During its period of neutrality, the United States maintained specie payments and permitted gold to flow freely to and from other countries. Five months after the United States entered the war, President Wilson issued a proclamation that required all parties who wished to export gold from the United States to obtain permission from the Secretary of the Treasury and the Federal Reserve Board. Because most of these applications were denied, the United States effectively embargoed the export of gold, and this embargo partially suspended the gold standard from September 1917 until June 1919. Although unwilling to let the gold standard interfere with the war effort, the United States continued to maintain it in a limited sense, as banks did not suspend specie payments. In practice, however, even the redemption of notes for gold became difficult until the end of the war.

The struggle to restore the international gold standard after World War I differed significantly from past experience. In the half century before the war, the pound sterling and a growing family of gold-standard currencies provided a reliable point of reference for nongold currencies. During this period, the many countries that had either adopted or restored the gold standard could depend on the Bank of England to provide predictable policy in which changes in the Bank rate carefully regulated the Bank's reserve position. In 1919, almost every country regarded the gold standard as an essential institution; but, among the world powers, only the United States could be counted as a gold-standard country. For other major countries, four years of inflation, price controls, exchange controls, and massive gold shipments complicated the problem of restoration. Many governments weighed the pros and cons of returning to par versus devaluation, the latter involving the problematic selection of a new parity. Deflation and unemployment awaited nations that aspired to reinstate prewar gold parities. More, the general reestablishment of the international gold standard promised to precipitate large and discontinuous increases in the world demand for gold. Rather than subjecting their economies to undue turmoil, most governments preferred to wait, at least until the pound sterling--the key currency to which others looked for leadership--had stabilized. By default, the Federal Reserve assumed the office of manager of the gold standard.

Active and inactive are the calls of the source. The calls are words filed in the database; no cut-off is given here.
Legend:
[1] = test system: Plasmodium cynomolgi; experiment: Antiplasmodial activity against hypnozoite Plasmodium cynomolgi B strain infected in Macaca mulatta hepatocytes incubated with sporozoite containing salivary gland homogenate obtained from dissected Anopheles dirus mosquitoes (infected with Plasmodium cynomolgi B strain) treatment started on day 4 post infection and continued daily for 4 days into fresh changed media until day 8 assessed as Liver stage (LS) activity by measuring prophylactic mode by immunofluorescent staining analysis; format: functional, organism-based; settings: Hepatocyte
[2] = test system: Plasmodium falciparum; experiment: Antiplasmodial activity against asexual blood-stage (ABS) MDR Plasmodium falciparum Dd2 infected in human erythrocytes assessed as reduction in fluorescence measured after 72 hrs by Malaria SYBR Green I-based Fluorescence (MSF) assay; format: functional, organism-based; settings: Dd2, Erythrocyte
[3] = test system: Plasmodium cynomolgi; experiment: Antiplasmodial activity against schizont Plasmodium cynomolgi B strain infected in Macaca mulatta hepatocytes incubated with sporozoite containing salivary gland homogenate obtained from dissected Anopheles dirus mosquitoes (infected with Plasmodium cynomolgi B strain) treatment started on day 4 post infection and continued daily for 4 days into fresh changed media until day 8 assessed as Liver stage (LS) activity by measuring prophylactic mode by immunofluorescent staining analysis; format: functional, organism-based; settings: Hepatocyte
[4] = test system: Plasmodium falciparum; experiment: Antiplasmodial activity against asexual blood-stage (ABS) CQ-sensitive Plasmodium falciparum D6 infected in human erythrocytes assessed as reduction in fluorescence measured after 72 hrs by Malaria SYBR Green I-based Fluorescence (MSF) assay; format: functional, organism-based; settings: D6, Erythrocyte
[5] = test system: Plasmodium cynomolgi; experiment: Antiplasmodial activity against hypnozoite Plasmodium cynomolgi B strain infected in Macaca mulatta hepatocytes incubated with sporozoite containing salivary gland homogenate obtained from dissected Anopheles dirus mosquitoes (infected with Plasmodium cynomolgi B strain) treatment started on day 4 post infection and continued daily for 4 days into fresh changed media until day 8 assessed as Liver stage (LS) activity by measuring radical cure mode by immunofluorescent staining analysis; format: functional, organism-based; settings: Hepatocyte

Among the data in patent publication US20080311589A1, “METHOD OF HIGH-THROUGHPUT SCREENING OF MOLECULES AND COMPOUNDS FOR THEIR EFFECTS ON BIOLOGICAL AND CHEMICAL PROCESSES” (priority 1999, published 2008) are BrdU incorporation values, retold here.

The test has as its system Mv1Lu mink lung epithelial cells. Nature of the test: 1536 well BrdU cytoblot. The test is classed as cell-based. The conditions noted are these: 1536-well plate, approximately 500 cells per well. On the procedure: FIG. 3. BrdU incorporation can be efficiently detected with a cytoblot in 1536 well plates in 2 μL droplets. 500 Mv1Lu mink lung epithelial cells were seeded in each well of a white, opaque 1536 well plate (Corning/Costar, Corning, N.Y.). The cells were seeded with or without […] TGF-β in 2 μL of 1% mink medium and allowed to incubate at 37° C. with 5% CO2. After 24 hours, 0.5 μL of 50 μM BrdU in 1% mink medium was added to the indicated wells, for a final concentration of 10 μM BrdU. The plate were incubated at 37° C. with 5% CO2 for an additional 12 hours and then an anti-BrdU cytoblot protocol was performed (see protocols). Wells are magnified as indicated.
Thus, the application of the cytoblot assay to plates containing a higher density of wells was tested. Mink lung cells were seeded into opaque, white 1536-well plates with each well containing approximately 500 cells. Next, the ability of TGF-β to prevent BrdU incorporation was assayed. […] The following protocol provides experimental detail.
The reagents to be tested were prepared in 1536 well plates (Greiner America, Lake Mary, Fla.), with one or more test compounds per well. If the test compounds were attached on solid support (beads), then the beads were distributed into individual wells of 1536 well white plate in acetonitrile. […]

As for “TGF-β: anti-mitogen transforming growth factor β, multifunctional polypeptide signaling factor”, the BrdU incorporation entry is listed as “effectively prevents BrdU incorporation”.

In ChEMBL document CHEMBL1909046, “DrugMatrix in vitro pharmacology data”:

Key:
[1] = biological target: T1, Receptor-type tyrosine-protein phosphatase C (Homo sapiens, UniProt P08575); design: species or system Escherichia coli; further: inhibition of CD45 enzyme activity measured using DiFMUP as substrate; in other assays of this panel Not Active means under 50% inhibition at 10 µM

Every Federal reserve bank shall maintain reserves in gold or lawful money of not less than thirty-five per centum against its deposits and reserves in gold of not less than forty per centum against its Federal reserve notes in actual circulation.(1)

The Federal Reserve Act had legally preserved gold as the ultimate monetary standard in the United States. The gold standard, however, did not play an active role in the implementation of policy, as the act required that Federal Reserve Banks maintain only a minimum ratio of gold reserves to currency and deposits. (The gold standard would have played a more active role had the act stipulated the maintenance of a specific gold reserve ratio.) Because the gold reserve requirement rarely restrained policy between 1914 and 1933, the Federal Reserve had broad discretionary powers to manage the nation's money supply in the advancement of domestic objectives.(2) However, the gold standard remained as a latent check on the Federal Reserve: The required minimum ratio limited the Federal Reserve's authority to augment the money supply, which could continue to expand only so long as gold flowed into reserves.